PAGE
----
Grafting Interiority: Generative Methodologies Between the Natural and the Synthetic

Main Article Content

Issue Vol 4 No 2 (2021)
Published Jul 31, 2021
Section Articles
Article downloads 153
DOI https://doi.org/10.7454/in.v4i2.160
Submitted : Mar 31, 2021 | Accepted : Jul 13, 2021

Rana Abudayyeh

Abstract

Design is approaching a crucial period where the exchange between interior and exterior systems needs to be rethought and addressed from the standpoint of resilience and innovative environmental responses. The era of the detached interior bubble that is climate controlled and therein severed from natural systems is no longer justified or feasible. Interior spaces must respond to environmental conditions and proactively engage natural systems. The paper examines grafting methodology as an interior spatial formula that aims to generate complex sectional strategies for new programmatic typologies. It showcases work from a third-year interior architecture studio where students utilised natural landscapes as the premise to develop generative computational models that informed their design interventions.

While placing interior interventions between natural and synthetic processes, interior grafts outline a design tactic that challenges the disjunction between internal settings and external parameters. The potential to draw relevance from external parameters and integrate the derivative systems into the interior volume carries many implications for interior architecture and urban dynamics. This approach demarks a radical repositioning of the interior volume as a continuation of the exterior scape, proliferating a fluid and active interiority.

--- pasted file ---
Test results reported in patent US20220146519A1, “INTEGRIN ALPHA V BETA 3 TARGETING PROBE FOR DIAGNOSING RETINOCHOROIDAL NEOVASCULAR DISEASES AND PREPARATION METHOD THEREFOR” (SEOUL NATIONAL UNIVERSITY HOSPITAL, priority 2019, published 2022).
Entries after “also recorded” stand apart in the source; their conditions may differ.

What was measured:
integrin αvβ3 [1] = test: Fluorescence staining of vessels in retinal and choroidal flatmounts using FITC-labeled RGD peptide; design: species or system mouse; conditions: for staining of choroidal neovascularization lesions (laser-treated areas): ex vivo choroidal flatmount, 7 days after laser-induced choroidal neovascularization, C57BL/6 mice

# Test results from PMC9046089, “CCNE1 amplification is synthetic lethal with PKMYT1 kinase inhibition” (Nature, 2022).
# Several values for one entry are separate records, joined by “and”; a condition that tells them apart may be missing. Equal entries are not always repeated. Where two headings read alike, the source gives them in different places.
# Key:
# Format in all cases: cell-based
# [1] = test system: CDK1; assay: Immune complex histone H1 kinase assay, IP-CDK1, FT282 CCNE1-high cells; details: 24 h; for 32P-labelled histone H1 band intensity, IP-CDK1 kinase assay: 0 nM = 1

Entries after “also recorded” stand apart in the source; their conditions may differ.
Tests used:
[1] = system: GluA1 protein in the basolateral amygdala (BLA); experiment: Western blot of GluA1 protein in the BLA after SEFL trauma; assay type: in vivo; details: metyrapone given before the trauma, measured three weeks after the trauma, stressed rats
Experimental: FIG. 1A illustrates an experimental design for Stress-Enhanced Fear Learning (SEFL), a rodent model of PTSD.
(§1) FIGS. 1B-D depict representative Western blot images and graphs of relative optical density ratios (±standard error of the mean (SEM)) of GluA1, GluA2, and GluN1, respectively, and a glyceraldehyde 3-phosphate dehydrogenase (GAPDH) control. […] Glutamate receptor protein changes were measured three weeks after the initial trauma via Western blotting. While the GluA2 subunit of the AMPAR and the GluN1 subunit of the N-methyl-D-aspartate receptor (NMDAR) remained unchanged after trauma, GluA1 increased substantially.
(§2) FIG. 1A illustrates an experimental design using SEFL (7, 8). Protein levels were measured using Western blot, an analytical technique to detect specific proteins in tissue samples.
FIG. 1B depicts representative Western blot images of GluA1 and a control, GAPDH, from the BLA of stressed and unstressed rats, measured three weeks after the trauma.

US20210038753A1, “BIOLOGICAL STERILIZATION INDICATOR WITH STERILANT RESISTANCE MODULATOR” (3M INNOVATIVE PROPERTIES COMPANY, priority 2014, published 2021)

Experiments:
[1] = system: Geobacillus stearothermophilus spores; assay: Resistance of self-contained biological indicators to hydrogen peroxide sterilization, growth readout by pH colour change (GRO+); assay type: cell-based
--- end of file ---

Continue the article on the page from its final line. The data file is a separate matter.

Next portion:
Keywords: interiority, grafts, fluidity, natural, synthetic

Article Details

Author Biography

Rana Abudayyeh, University of Tennessee, Knoxville, USA

Rana Abudayyeh is an Assistant Professor, and the Robin Klehr Avia Professor of Interior Architecture at the University of Tennessee’s College of Architecture and Design. Abudayyeh’s pedagogical interests focus on advancing new modes of architectural production employing computational design, digital fabrication, and novel material logics. She seeks to define innovative design trajectories rooted in a site-based approach that responds to various contextual layers. 

Abudayyeh joined the faculty at UT- Knoxville in 2015 after teaching at the University of New Mexico School of Architecture and Planning from 2004-2012. Previously, she worked at Antoine Predock Architect on numerous design competitions, federal, public, and private projects, most recent of which is the Canadian Museum for Human Rights in Winnipeg. She is a licensed architect in her native country, Jordan, where she is currently researching the ongoing refugee crisis in the Middle East while examining current models of interior spatial constructs in refugee camps.

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